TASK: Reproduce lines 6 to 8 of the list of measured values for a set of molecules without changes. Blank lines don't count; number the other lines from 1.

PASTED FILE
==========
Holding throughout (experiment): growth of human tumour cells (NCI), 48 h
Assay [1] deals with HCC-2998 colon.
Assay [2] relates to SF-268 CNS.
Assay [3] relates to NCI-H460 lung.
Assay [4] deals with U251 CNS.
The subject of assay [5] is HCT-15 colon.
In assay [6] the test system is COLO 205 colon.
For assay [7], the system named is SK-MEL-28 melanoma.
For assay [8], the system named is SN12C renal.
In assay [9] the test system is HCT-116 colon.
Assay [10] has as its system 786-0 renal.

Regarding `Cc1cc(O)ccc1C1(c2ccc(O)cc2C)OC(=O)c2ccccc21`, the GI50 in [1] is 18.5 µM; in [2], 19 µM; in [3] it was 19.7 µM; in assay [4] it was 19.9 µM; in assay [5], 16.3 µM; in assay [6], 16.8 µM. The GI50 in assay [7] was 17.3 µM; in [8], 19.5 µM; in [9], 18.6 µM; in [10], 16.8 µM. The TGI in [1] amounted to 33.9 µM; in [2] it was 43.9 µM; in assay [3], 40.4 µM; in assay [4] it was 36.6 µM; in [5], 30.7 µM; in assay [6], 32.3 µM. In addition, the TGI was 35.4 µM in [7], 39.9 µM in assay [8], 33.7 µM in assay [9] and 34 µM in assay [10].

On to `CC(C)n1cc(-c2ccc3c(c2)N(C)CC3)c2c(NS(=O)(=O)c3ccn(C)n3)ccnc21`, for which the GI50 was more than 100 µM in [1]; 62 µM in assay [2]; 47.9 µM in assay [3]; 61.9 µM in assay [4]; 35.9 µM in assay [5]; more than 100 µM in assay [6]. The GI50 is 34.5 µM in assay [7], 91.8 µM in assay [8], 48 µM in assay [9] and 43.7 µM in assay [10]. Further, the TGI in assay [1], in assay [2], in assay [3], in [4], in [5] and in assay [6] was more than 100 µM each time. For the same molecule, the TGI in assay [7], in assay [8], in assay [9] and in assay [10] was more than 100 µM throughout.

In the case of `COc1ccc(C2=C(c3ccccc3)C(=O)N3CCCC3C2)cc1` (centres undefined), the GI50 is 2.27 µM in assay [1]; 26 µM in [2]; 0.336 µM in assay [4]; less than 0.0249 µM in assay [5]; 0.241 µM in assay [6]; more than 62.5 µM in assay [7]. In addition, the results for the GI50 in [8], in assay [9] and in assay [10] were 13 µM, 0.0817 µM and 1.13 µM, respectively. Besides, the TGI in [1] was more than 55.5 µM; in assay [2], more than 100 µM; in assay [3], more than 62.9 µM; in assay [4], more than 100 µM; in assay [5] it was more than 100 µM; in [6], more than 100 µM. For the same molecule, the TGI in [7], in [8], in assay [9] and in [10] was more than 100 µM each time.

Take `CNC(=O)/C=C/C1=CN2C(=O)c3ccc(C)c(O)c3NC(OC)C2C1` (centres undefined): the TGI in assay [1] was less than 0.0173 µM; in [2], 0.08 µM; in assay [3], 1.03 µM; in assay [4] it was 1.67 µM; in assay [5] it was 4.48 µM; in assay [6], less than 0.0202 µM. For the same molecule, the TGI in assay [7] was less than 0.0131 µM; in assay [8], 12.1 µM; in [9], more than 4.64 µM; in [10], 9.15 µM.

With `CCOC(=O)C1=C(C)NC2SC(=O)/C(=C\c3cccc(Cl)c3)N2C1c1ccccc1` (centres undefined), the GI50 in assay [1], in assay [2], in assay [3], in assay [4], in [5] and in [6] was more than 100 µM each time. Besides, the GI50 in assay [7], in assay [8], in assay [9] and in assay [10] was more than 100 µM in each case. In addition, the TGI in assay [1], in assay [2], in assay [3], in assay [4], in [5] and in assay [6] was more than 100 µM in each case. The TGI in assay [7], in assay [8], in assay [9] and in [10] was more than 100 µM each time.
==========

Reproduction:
The subject of assay [5] is HCT-15 colon.
In assay [6] the test system is COLO 205 colon.
For assay [7], the system named is SK-MEL-28 melanoma.